Seabury's Reviews > The Brothers Karamazov

The Brothers Karamazov by Fyodor Dostoyevsky
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Mar 03, 2008

it was amazing
Recommended for: Thinkers

** spoiler alert ** After reading this book, I waited a day, and then I had this irristable compulsion to write about it, so I pulled out a notebook and filled out several pages with my thoughts on this book. For the readers of this review, I'll spare you. One thing that can be said for this book is that it does produce thought, regardless of how frustrating of a read it may be at times. No review I write could ever do this book justice, and I recommend it to everyone who likes being provoked into thinking about the great questions. This book feels incomplete, but that must be at least somewhat intentional. The book doesn't provide answers. It provides great arguments against and for god, but does not resolve, there is no winner. The closest thing to a definitive stance the book takes is on love. The protagonist, Alyosha, is essentially the embodiment of blind love, and Dostoyovsky certainly sides with him, portraying him as almost a saint. Even so, Dostoyevsky doesn't portray it without nuance. Blind love did not save Alyosha's brothers or father, nor does it resolve the love triangle at the center of the book. I have 2 gripes with this book. The first one is that Dostoyevsky has an irritating habit of partially sketching out characters and then abandoning them. What of Lise, what of Rakitan, what of Konya? It is torturous how he just leaves off these characters just when the reader is getting interested in them. My other gripe is the strange psychotic self-alalytical dialogue that the characters sometimes get into. It comes off as some sort of psychological/philosophical panic attack, and far from filling in the character, it just manages to confuse. Dostyovsky devoted many pages of Grushenka, but the majority of these were this self-analysis, and so the image the reader gets it that Grushenka might be schizophrenic, or bipolar, and certainly insane. It might be useful to get a glimpse into a character's core being, but if that is all we get, then we know nothing. It doesn't make sense to plunge the depths of something if you don't know what the surface looks like. So, in my idealized version of this book, dostoyevsky would have cut out maybe half the self-psychoanalysis, and then added a few hundred pages before the trial at the end of the book that fleshes out these half-fleshed characters. Nonetheless, this book is fantastic as it stands and earns an enthusiastic 5 stars from me. As a final note, the intro to this version isn't really worth reading. It is mostly a freudian analysis of the book. In other words, it used to be "fashionable" among lit critics, but it is mostly bogus. Modern psychology has mostly discredited freud, rendering the intro mostly nonsense.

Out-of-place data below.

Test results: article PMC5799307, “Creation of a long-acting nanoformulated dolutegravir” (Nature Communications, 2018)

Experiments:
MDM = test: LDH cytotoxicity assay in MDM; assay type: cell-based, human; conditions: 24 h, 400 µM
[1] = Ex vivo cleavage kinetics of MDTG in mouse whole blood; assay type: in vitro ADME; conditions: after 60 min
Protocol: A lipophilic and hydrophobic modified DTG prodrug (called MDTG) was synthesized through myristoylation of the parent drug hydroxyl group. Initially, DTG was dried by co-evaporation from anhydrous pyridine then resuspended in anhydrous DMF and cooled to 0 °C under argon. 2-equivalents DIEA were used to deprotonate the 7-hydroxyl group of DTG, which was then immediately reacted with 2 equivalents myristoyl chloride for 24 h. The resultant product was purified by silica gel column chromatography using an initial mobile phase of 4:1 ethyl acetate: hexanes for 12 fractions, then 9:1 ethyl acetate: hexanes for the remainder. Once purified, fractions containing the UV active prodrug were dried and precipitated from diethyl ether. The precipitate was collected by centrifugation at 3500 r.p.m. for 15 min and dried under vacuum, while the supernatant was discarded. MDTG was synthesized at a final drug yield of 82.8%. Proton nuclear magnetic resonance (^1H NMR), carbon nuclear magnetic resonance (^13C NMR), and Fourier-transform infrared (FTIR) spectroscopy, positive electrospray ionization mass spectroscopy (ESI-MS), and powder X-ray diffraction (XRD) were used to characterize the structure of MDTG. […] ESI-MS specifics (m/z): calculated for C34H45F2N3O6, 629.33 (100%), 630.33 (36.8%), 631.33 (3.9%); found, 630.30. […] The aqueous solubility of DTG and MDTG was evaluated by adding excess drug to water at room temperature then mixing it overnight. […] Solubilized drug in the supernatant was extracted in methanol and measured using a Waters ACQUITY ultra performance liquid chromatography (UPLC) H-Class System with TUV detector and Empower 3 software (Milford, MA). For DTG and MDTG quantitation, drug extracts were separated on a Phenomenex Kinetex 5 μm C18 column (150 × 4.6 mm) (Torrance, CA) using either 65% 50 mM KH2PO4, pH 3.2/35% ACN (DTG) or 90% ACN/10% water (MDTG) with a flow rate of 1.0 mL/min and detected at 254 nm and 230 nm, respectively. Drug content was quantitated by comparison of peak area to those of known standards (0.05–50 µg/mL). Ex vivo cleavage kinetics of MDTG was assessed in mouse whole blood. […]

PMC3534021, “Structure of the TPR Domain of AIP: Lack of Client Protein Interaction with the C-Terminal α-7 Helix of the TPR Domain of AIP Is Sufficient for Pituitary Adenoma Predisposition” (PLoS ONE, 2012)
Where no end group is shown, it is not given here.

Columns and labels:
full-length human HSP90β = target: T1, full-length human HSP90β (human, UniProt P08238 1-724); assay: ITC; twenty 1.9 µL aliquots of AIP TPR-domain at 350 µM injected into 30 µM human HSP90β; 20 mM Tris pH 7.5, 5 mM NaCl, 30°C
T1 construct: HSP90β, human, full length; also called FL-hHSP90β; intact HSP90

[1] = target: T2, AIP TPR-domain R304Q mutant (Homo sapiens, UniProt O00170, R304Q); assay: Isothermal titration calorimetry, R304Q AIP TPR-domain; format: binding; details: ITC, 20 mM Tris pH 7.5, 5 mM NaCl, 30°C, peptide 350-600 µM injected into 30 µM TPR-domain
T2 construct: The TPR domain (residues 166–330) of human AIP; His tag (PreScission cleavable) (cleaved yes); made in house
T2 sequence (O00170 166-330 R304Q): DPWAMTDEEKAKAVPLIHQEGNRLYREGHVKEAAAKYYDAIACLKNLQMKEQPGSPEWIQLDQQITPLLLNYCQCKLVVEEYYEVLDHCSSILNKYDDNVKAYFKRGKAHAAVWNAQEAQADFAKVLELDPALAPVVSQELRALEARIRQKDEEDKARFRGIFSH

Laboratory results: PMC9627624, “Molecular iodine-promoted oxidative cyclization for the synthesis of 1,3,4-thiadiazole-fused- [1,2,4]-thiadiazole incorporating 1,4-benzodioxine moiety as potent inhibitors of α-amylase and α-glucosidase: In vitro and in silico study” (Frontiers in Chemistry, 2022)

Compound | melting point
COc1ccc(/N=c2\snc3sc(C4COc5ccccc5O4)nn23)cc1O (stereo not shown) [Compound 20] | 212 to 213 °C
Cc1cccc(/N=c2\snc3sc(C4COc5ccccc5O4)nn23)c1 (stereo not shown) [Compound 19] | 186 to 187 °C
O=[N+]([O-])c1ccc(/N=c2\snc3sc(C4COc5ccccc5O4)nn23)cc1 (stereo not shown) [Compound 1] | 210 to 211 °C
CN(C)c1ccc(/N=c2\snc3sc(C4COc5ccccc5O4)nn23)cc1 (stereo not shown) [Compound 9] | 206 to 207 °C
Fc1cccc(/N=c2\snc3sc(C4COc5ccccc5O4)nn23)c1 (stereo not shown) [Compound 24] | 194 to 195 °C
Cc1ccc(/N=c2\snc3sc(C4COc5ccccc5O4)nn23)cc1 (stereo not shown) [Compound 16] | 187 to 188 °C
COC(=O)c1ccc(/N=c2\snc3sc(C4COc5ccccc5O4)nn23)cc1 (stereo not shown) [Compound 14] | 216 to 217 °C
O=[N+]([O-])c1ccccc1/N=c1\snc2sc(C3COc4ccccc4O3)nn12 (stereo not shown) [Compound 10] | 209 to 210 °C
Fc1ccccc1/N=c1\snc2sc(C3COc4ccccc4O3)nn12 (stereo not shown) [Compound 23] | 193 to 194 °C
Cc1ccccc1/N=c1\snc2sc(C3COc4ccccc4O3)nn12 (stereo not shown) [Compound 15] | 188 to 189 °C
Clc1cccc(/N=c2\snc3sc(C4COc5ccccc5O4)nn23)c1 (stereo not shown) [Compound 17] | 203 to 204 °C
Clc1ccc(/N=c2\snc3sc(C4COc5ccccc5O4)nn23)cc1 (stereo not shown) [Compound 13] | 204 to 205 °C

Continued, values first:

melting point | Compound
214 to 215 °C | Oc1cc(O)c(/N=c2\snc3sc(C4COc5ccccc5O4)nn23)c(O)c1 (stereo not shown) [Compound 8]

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Tempest Seems to be a popular book at the moment.

We should keep one another updated on thoughts/musings.

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